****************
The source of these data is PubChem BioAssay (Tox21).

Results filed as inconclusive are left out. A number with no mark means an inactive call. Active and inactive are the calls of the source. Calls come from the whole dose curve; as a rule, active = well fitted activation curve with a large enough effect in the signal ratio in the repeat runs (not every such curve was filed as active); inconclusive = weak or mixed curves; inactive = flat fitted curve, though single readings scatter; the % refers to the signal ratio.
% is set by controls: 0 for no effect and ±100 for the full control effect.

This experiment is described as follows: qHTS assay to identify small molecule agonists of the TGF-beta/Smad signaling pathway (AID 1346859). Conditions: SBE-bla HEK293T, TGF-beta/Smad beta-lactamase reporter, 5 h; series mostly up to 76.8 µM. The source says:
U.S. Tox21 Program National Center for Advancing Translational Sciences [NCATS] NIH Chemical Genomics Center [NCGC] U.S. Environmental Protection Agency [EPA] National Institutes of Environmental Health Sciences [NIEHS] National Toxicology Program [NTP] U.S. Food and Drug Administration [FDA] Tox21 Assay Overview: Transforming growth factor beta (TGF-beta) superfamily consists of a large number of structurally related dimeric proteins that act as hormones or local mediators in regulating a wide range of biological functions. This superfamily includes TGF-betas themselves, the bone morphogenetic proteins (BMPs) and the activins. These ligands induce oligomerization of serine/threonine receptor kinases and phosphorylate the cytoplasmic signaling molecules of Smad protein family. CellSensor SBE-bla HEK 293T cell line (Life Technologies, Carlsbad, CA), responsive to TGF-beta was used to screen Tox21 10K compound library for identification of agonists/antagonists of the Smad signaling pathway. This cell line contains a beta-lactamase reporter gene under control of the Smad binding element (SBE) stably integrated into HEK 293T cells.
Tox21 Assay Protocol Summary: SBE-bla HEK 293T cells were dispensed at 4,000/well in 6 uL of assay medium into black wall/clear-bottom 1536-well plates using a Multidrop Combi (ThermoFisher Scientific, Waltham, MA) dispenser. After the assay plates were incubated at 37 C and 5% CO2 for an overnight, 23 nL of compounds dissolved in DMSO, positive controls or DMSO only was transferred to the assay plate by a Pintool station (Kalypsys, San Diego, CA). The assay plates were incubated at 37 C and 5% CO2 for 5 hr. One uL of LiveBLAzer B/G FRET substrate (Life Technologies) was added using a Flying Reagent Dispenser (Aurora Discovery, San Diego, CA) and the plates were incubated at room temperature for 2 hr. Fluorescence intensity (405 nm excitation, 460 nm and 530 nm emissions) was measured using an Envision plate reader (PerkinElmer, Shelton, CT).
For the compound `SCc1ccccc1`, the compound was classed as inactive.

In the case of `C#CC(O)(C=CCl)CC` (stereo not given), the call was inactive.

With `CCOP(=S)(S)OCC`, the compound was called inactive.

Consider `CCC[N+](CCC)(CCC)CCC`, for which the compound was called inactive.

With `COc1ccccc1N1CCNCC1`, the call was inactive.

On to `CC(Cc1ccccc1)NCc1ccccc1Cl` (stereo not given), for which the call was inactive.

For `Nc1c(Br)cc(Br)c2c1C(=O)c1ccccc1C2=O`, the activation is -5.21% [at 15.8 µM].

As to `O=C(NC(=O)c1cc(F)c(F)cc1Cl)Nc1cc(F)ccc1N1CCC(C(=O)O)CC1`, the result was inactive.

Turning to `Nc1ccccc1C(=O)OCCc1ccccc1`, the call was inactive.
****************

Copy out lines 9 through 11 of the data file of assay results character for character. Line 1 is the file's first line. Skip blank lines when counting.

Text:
With `CCOP(=S)(S)OCC`, the compound was called inactive.

Consider `CCC[N+](CCC)(CCC)CCC`, for which the compound was called inactive.

With `COc1ccccc1N1CCNCC1`, the call was inactive.